Kathka’s murderer knelt beside his body and pressed two fingers to his jugular. He found no life. As the old man withdrew his hand he spoke, the only words that Kathka would hear him say. Words that cursed, words that damned.
Words that stuck like thorns into Kathka’s soul. They bound him to his killer. He strained to speak, to move, to act, but he had no corporeal body that had been buried by his murderer in the dust of the desert. He was a soul and nothing more, an awareness that saw the world of the living but unable to interact with it.
A soul cursed to remain tethered to his murderer, the Wise Man, the last of the gods. The only one who had not forsaken the land.
The damning words were the last that Kathka would hear for a very long time. But time was a difficult thing to comprehend. His senses had become warped, all he knew was his murderer.
The god kept to his caves, large carved-out rooms filled with ancient tomes and sheaves of paper, quills and inkwells, little trinkets of rock and feathers, and glass jars filled with dried plants. There were no visitors, there was nothing but the god.
It was a strange limbo that Kathka inhabited. Every passing moment could be a day or a thousand years. In that uncertain expanse of time the old man shuffled back and forth between his books, tugging Kathka’s soul along with every step.
Unable to speak, he still possessed the ability to think. In his convoluted thoughts, he replayed every moment that led to his death, and his hatred for his murderer grew. He had come with his army to conquer, but he had met the Wise Man alone. Alone before the god. Then his blood was spilled. That moment looped in his mind and he tried to discern how he could have avoided that fate.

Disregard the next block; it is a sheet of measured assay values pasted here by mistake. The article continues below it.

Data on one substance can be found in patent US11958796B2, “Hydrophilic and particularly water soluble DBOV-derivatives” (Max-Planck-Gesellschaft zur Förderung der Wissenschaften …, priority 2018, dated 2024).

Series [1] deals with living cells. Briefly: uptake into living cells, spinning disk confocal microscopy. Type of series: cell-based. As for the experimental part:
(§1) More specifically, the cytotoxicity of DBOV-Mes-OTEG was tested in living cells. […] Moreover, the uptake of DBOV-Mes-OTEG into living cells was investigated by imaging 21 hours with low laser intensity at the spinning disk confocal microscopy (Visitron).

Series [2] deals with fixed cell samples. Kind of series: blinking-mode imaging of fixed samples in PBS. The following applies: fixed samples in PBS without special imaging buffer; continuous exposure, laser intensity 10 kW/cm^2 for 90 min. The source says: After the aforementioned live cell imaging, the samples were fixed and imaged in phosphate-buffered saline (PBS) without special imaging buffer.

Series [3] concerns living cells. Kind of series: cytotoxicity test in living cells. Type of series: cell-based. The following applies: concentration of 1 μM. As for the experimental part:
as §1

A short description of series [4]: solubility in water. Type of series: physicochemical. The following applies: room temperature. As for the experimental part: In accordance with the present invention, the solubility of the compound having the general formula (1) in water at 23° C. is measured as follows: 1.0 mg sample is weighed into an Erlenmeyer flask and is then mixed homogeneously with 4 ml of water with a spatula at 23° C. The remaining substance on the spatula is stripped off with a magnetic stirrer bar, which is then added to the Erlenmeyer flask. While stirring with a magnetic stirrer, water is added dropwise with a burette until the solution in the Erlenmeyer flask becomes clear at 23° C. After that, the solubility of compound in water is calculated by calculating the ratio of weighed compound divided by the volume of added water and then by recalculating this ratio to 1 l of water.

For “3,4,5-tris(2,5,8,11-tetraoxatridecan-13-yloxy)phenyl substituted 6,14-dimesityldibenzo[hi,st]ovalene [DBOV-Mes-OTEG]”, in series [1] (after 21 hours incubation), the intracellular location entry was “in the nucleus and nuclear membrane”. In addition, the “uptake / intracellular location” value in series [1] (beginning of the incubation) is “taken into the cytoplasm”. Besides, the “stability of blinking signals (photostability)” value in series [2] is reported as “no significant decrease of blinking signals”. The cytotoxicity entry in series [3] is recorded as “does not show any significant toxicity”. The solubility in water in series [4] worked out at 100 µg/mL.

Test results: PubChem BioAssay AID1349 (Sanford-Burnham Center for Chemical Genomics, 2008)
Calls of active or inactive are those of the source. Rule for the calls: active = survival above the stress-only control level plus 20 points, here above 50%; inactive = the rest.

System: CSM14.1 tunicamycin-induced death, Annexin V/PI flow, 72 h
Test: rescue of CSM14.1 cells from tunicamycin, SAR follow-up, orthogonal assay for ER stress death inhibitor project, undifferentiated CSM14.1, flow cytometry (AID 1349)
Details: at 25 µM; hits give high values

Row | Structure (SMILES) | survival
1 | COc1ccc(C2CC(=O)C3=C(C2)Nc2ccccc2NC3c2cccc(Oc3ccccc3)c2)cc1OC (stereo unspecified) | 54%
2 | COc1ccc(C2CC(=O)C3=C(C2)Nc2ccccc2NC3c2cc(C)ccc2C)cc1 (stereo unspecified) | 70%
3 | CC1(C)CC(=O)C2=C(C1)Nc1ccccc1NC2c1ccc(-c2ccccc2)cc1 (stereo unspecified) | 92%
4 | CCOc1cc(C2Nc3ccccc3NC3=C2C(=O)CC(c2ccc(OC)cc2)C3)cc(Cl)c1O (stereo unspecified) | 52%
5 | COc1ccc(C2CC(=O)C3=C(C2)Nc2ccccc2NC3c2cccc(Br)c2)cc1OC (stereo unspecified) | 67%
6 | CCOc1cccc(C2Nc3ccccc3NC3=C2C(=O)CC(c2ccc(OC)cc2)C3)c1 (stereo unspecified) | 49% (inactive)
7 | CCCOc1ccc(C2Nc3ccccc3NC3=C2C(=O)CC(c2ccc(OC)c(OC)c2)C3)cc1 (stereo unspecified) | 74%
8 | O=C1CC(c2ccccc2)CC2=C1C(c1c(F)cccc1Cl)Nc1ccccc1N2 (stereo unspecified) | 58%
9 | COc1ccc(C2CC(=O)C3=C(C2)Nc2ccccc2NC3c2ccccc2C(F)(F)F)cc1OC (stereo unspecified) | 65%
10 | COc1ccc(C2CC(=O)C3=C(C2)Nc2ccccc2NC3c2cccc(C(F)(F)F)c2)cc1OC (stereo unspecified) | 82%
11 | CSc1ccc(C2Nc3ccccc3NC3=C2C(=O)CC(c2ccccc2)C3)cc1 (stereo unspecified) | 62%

His death seemed inevitable. His murderer was a god.
Still, he dwelt on the memories. The blade slicing again, and again. It was rage that had driven him to the wilderness to kill the old man, and that rage continued to grow.
It consumed him.
The old man straightened at his desk, joints protesting with weary age. Then, he turned and caught Kathka in his gaze. Calm as a still pool.
Kathka’s wayward thoughts ceased. Anger and fear wound seamlessly together until it was impossible to find the start of one and the end of the other or where he lay amidst it all.
The god knew. He knew all that went on inside of what remained of the man named Kathka.
“I will make you a deal.” His voice, rough from disuse, shattered the fragile space. As if the god expected a verbal response he paused. Even if Kathka could speak, he did not know what to say. Ages had passed, or what felt like ages, and these new words were as dangerous as the last the old man had uttered.
“If you save seven lives, I will give you a second life.”
The rage welled within Kathka. The Wise Man knew of the wrath that yearned for physical expression. He also knew the fear that Kathka’s fury could not smother.
Fear that the past would be repeated.
“If you agree, at the right time you will know who to save. You will be bound to them, you will not be free until they are saved.” The Wise Man explained. Confusion swept through Kathka, but the man simply repeated, “You will know who to save. Do you accept?”
Kathka could not respond, but he accepted the deal. He barely understood the proposition, but he would accept the terms. He would save however many lives to find release from the endless torture he endured tethered to the immortal god. Then, with his new life, he would finish what he could not in his previous.
He would kill the Wise Man.
The old man knew his intentions. Nothing was hidden from him, the god of wisdom. But he sighed, nodded, and murmured, “Then Kathka, we have a deal.”